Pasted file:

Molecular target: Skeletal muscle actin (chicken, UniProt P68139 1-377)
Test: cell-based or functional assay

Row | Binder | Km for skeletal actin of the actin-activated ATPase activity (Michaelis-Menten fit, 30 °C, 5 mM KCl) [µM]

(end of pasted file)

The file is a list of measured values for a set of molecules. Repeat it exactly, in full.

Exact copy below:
Molecular target: Skeletal muscle actin (chicken, UniProt P68139 1-377)
Test: cell-based or functional assay

Row | Binder | Km for skeletal actin of the actin-activated ATPase activity (Michaelis-Menten fit, 30 °C, 5 mM KCl) [µM]